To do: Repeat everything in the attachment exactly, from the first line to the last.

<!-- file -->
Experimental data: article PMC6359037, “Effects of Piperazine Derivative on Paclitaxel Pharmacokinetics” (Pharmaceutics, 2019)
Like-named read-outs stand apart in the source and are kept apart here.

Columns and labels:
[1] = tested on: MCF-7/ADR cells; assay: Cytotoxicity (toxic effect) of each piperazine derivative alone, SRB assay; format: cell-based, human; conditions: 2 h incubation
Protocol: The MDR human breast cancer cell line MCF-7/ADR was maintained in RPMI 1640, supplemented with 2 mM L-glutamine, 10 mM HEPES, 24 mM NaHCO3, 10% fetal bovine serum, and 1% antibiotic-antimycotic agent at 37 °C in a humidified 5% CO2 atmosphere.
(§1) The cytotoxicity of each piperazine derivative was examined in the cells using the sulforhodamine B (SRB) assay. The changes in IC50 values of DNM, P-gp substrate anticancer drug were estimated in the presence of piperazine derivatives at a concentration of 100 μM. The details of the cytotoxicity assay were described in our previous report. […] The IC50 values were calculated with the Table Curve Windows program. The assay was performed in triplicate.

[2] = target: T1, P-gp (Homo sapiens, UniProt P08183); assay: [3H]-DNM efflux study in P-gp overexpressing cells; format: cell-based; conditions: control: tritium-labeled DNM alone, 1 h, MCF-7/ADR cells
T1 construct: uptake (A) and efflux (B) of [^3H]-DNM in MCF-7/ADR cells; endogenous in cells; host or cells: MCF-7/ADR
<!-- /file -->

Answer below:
Experimental data: article PMC6359037, “Effects of Piperazine Derivative on Paclitaxel Pharmacokinetics” (Pharmaceutics, 2019)
Like-named read-outs stand apart in the source and are kept apart here.

Columns and labels:
[1] = tested on: MCF-7/ADR cells; assay: Cytotoxicity (toxic effect) of each piperazine derivative alone, SRB assay; format: cell-based, human; conditions: 2 h incubation
Protocol: The MDR human breast cancer cell line MCF-7/ADR was maintained in RPMI 1640, supplemented with 2 mM L-glutamine, 10 mM HEPES, 24 mM NaHCO3, 10% fetal bovine serum, and 1% antibiotic-antimycotic agent at 37 °C in a humidified 5% CO2 atmosphere.
(§1) The cytotoxicity of each piperazine derivative was examined in the cells using the sulforhodamine B (SRB) assay. The changes in IC50 values of DNM, P-gp substrate anticancer drug were estimated in the presence of piperazine derivatives at a concentration of 100 μM. The details of the cytotoxicity assay were described in our previous report. […] The IC50 values were calculated with the Table Curve Windows program. The assay was performed in triplicate.

[2] = target: T1, P-gp (Homo sapiens, UniProt P08183); assay: [3H]-DNM efflux study in P-gp overexpressing cells; format: cell-based; conditions: control: tritium-labeled DNM alone, 1 h, MCF-7/ADR cells
T1 construct: uptake (A) and efflux (B) of [^3H]-DNM in MCF-7/ADR cells; endogenous in cells; host or cells: MCF-7/ADR